De Guest blogger

13 août 2013 - 17:30

Festival d'Avignon
Festival d'Avignon ©

Christophe Raynaud de Lage / Festival d’Avignon

Josie Daxter returns to the festival d’Avignon and gives us an insider’s view of what it is like to be a performer and then a spectator at this amazing event. 

In July 2012, I went to the Avignon Festival for the first time.

I performed in Complicite’s ‘The Master and Margarita’ in the Cour d’Honneur of the Palais des papes, directed by the artiste associé for that year, Simon McBurney. It was an extraordinary, once-in-a-lifetime experience to work there.

One year later, in July 2013, I returned to Avignon, and to the Cour d’Honneur, to experience the festival from the other side, as a spectator.

July 2012

I walk into the Cour d’Honneur for the first time. It takes my breath away. The sandstone walls of the courtyard soar tall and proud. The evening sun is baking one of them golden yellow and the sky above is soft blue. House martins call overhead and make swooping laps of the courtyard. A vast bank of seating, for 2000 people, fans out and up in front of me. Our wooden floor sits, a little daunted, in the middle of the huge stage, with costume rails, props tables, speakers and lighting towers spilling out on either side. I can’t wait to start work.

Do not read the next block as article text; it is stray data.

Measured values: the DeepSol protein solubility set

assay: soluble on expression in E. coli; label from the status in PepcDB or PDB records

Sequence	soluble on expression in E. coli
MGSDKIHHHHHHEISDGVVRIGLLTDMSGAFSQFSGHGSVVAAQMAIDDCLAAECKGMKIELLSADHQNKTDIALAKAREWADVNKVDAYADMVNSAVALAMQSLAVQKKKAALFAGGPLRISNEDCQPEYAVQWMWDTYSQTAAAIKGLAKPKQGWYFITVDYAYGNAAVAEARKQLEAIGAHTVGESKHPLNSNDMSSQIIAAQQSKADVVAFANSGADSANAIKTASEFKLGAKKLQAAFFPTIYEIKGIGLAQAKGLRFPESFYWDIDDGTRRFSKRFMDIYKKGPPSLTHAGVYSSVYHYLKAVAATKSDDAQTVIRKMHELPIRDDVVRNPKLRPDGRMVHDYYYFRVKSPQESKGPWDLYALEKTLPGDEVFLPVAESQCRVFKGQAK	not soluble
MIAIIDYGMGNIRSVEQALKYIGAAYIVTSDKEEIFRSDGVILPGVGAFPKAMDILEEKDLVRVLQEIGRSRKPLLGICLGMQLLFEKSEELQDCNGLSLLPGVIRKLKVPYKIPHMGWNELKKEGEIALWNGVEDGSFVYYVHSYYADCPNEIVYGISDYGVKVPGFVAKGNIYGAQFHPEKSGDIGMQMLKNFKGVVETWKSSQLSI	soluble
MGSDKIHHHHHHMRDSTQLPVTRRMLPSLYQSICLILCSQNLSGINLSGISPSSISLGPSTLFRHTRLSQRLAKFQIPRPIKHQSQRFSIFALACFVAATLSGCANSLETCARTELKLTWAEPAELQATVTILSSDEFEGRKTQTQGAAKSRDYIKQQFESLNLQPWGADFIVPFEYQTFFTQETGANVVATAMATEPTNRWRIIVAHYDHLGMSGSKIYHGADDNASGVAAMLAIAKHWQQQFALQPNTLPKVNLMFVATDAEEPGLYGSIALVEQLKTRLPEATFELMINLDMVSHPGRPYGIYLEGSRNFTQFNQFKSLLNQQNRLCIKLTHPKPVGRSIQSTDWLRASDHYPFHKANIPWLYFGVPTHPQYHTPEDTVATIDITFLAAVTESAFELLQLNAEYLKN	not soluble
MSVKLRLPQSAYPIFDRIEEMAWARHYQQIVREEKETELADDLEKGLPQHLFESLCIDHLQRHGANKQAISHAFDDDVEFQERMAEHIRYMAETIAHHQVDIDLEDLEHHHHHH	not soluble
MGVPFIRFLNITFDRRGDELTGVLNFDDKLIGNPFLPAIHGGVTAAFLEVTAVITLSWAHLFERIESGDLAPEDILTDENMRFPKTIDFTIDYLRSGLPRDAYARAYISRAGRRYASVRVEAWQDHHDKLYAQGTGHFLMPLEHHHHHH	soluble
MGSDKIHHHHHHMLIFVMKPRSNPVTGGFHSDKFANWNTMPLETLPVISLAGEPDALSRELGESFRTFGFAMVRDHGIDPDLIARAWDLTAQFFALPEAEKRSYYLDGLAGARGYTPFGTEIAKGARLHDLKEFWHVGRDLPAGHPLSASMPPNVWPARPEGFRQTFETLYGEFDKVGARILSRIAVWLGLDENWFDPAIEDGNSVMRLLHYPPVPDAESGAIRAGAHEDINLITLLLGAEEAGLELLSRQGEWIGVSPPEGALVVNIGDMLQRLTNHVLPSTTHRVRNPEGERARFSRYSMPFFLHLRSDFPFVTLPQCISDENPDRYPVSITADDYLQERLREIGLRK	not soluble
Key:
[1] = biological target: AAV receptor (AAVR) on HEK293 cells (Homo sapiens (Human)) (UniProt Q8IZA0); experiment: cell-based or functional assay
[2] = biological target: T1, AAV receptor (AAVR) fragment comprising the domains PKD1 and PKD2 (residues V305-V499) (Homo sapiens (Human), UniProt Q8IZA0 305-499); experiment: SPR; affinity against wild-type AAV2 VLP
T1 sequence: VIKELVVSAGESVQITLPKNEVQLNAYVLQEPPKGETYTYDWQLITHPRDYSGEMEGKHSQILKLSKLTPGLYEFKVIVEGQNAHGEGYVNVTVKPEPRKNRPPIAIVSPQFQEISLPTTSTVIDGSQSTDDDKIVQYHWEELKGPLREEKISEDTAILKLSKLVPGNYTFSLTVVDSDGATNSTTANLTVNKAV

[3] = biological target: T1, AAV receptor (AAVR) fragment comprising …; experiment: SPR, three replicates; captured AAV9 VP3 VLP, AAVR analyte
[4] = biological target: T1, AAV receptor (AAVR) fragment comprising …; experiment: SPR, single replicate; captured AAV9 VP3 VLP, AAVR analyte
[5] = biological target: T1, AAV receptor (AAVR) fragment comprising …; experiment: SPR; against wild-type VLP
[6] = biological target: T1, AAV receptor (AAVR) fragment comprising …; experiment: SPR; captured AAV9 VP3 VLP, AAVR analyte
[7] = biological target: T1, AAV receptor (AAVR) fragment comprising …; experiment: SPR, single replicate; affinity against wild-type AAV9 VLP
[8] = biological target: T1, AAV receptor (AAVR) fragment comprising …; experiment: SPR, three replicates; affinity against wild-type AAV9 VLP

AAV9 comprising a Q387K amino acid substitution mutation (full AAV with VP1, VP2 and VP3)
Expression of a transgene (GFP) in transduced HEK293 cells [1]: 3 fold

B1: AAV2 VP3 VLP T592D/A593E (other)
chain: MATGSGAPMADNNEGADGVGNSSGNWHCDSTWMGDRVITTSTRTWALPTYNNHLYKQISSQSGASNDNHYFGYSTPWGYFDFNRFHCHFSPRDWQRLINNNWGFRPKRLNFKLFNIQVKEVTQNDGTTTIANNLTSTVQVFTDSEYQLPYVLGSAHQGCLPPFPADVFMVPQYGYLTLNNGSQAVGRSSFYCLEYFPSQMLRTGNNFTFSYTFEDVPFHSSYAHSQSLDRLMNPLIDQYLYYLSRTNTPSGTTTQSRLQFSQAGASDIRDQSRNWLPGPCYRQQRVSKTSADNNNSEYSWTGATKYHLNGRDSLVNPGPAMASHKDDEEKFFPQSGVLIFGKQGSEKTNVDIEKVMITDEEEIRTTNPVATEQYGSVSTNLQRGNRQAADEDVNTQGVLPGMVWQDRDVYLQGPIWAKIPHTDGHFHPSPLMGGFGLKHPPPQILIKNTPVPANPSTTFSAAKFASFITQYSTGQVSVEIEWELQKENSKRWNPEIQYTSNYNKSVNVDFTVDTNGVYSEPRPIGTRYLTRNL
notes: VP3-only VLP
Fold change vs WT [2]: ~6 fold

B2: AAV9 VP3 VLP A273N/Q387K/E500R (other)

During the technical rehearsals we spot constellations in the sky above us. The moon, which we have grown used to seeing projected behind us, looms up for real above the palace wall.

The show takes on an epic scale in that space. We run straight through with no interval, barely leaving the stage for three hours. I set a banana on the props table and eat it during a costume change. There are clusters of named water bottles in each wing. The show picks up momentum; and the audience, renowned for heckling and leaving early, are warm, engaged and give thundering standing ovations at the end of the night.

Towards the end of the run, the mistral arrives. It whips at our costumes and scatters carefully positioned props, blasting through scenes with fabulous irreverence, creating glorious, elemental mayhem (like an accomplice to Bulgakov’s Woland). In its presence, there is a heightening of the silent ‘complicite’ within our ensemble: we work together to keep a hold on the reins of our story. I love it. And for the first time in the tour, thanks to the cool mistral, my costume is not soaked with sweat by the end of the show!

The festival programme, conceived with intelligence, generosity and passion by Hortense Archambault and Vincent Baudriller, in collaboration with Simon, features artists from all over Europe and beyond. The work – theatre, dance, music, film, art, performance art – is new, questioning and brave. In courtyards, cloisters and gymnasiums there are ‘dialogues’ and debates – the work is interrogated and contextualised and as such it exists beyond the confines of the stage or the gallery. The streets heave with ‘off’ festival performers parading and singing to drum up trade for their shows, the posters for which festoon the town’s trees, railings, squares, and drainpipes. The sheer volume of ‘culture’ is dizzying and wonderful, and I feel very proud to be part of it. I end up staying for an extra week once our show has finished.